Although exercise reduces several cardiovascular risk factors associated with obesity/diabetes, the metabolic effects of exercise on the heart are not well-known. This study was designed to investigate whether high-intensity interval training (HIT) is superior to moderate-intensity training (MIT) in counteracting obesity-induced impairment of left ventricular (LV) mechanoenergetics and function. C57BL/6J mice with diet-induced obesity (DIO mice) displaying a cardiac phenotype with altered substrate utilization and impaired mechanoenergetics were subjected to a sedentary lifestyle or 8-10 weeks of isocaloric HIT or MIT. Although both modes of exercise equally improved aerobic capacity and reduced obesity, only HIT improved glucose tolerance. Hearts from sedentary DIO mice developed concentric LV remodeling with diastolic and systolic dysfunction, which was prevented by both HIT and MIT. Both modes of exercise also normalized LV mechanical efficiency and mechanoenergetics. These changes were associated with altered myocardial substrate utilization and improved mitochondrial capacity and efficiency, as well as reduced oxidative stress, fibrosis, and intracellular matrix metalloproteinase 2 content. As both modes of exercise equally ameliorated the development of diabetic cardiomyopathy by preventing LV remodeling and mechanoenergetic impairment, this study advocates the therapeutic potential of physical activity in obesity-related cardiac disorders.
Ischemic stroke in young adults is a major health problem being associated with a higher vascular morbidity and mortality compared to controls, and a stroke recurrence rate of 25% during the first decade. The assumed cause of infarction and the detected risk factors determine the early- and long-term treatment. However, for many patients the cause of stroke remains unknown. Risk factor profile and etiology differ in young and elderly ischemic stroke patients, and atherosclerosis is the determined underlying condition in 10 to 15%. However, subclinical atherosclerosis is probably more prevalent and may go unrecognized.Ultrasound imaging is a sensitive method for the detection of arterial disease and for measurement of adipose tissue. The relationship between intima-media thickness (IMT), plaques, cardiovascular risk factors including visceral adipose tissue (VAT) and ischemic events has repeatedly been shown.We have established The Norwegian Stroke in the Young Study (NOR-SYS) as a three-generation research program with the goal to increase our knowledge on heredity and the development of arterial disease and ischemic stroke. Extended standardized ultrasound examinations are done in order to find subclinical vessel disease for early and better prophylaxis.Methods/design: NOR-SYS is a prospective long-term research program. Standardized methods are used for anamnestic, clinical, laboratory, imaging, and ultrasound data collection in ischemic stroke patients aged <=60 years, their partners and joint adult offspring. The ultrasound protocol includes the assessment of intracranial, carotid and femoral arteries, abdominal aorta, and the estimation of VAT. To date, the study is a single centre study with approximately 400 patients, 250 partners and 350 adult offspring expected to be recruited at our site.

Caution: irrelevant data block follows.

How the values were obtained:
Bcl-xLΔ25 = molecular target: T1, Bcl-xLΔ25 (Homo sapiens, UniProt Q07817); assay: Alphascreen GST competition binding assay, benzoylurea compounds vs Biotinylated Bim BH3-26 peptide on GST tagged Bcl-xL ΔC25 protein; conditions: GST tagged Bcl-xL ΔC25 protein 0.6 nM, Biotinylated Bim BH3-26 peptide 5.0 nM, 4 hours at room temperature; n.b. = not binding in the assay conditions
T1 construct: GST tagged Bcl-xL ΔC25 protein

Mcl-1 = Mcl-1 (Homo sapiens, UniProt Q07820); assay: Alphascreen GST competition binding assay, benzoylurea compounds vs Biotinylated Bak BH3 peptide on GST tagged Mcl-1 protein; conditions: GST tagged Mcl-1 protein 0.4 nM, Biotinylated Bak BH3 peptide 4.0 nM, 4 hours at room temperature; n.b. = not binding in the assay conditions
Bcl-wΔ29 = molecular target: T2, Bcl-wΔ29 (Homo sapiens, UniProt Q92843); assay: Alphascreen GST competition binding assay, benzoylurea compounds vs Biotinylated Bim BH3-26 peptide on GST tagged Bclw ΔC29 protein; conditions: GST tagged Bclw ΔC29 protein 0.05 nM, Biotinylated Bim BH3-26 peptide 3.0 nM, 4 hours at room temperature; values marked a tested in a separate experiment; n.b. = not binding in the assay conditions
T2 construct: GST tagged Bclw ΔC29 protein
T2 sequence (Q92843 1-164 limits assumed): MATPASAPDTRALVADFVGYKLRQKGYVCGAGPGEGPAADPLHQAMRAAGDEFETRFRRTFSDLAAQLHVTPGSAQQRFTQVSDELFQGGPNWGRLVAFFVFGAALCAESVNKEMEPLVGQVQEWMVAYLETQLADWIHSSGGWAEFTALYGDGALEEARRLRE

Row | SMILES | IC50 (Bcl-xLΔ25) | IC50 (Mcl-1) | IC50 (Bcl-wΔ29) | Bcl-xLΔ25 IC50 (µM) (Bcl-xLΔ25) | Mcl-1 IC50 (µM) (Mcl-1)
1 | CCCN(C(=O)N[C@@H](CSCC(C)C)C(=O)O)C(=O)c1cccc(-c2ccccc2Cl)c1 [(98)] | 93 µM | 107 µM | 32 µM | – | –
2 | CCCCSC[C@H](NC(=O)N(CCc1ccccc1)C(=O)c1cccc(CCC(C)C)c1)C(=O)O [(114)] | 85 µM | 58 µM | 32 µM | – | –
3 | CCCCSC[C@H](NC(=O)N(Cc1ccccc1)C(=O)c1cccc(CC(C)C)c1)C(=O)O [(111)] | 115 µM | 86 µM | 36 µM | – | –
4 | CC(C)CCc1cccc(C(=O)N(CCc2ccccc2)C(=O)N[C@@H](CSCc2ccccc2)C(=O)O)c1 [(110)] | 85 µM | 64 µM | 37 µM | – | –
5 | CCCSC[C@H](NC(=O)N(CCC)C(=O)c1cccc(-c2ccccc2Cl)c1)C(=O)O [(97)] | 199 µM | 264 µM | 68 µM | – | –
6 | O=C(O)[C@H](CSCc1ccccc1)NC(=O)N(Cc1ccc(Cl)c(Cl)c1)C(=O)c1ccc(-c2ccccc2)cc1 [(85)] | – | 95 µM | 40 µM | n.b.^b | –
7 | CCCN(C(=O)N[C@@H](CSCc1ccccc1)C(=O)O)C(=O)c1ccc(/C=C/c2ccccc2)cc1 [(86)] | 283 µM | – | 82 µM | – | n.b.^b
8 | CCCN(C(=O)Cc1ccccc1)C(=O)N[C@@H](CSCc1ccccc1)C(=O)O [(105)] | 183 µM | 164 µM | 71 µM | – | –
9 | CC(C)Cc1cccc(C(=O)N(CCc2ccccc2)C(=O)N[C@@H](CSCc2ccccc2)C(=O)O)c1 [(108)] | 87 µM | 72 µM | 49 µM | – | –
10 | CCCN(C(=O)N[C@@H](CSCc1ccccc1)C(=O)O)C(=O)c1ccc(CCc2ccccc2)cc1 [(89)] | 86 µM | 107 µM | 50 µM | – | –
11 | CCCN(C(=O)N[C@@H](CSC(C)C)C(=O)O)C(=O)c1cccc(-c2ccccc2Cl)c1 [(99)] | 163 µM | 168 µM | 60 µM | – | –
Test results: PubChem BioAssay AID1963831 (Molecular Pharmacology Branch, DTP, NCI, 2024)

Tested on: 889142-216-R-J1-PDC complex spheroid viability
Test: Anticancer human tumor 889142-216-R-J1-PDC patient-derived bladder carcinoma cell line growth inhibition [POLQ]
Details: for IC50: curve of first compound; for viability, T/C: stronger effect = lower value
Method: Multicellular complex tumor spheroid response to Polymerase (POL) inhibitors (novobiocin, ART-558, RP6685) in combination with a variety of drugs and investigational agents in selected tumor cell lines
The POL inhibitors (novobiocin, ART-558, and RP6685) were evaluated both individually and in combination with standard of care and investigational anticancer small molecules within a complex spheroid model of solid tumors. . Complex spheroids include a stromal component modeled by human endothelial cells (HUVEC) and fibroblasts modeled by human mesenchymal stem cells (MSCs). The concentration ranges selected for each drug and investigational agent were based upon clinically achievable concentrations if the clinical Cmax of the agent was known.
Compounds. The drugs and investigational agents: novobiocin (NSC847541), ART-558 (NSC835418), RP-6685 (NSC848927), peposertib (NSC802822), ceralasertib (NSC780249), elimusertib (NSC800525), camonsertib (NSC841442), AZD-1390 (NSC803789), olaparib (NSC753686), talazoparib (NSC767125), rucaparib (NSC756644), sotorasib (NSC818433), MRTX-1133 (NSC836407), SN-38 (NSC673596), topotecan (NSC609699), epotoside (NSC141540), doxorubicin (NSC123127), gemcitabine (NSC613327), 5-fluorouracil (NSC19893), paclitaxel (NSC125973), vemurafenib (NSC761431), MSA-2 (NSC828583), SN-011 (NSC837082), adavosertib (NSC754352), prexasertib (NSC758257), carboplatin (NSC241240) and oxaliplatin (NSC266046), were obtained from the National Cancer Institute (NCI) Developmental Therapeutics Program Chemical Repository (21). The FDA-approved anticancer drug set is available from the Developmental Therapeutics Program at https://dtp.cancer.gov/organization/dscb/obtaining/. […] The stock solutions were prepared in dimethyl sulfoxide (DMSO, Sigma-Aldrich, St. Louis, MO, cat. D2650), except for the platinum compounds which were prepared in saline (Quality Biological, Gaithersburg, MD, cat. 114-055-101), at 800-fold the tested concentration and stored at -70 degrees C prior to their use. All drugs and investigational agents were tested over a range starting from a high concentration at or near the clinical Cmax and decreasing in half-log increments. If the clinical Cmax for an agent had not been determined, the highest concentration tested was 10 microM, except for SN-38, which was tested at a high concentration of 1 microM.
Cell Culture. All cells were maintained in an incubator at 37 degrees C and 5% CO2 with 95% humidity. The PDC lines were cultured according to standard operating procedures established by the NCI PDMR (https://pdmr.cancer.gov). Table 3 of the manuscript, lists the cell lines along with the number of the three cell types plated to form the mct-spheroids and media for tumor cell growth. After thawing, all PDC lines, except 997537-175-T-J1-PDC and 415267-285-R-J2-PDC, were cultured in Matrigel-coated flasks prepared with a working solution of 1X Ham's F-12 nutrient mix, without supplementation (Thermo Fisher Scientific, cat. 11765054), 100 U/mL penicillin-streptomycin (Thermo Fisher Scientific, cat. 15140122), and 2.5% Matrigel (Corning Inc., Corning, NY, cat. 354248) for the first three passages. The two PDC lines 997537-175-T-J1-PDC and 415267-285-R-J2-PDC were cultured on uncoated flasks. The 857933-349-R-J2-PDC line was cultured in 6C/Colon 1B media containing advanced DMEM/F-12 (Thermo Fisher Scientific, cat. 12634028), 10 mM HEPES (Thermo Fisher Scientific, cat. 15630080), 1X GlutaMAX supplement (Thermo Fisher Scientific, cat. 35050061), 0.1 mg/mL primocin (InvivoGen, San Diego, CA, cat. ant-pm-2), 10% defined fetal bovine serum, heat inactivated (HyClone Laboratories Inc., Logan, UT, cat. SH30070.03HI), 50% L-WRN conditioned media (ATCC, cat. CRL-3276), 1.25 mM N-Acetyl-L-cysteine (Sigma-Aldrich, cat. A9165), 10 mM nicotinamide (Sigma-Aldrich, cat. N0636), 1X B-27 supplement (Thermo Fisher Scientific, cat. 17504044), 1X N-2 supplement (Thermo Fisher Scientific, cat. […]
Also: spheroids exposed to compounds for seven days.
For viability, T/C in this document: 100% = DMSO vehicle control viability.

Ventricular arrhythmias arising from the fibrous rings have been demonstrated, but knowledge about the aortomitral continuity (AMC) as a source of the arrhytmias is still limited. The objective is to describe the characteristics of ventricular arrhythmias originating from the AMC in patients without structural heart disease.
This study aimed to evaluate CFR by assessing blood flow in the coronary sinus and systemic endothelial function measured by FMD of the brachial artery in an open prospective study of 10 control subjects and 10 patients (ages, 15-25 years) who have undergone surgical TOF repair. Reduced ventricular function, impaired exercise capacity, and ventricular arrhythmia have been proposed as risk factors for sudden cardiac death after surgical repair of TOF. Some of this may be related to impaired myocardial perfusion. A 3.0T GE Signa Excite scanner was used to achieve phase-contrast, velocity-encoding cine magnetic resonance imaging in the coronary sinus before and during infusion with adenosine (0.14 mg/kg/min). FMD was measured in the brachial artery before arterial occlusion and 5 min afterward. The TOF group demonstrated significantly higher volumetric blood flow in the coronary sinus (282 ± 63 ml/min) than the normal control subjects at rest (184 ± 57 ml/min) (P = 0.006). During adenosine infusion, this difference disappeared. The CFR was 2.00 ± 0.43 in the control group and 1.19 ± 0.34 in the TOF group (P = 0.002). No correlation between FMD and CFR was observed in the study group (r (s) = 0.61, n = 8, P = 0.15). This study showed a reduced CFR due to a higher blood flow of the subject at rest in the TOF group. This reduced CFR may disable a normal adaptation to increased oxygen demand during exercise and increase myocardial vulnerability to reduced blood supply postoperatively for TOF patients with coronary heart disease.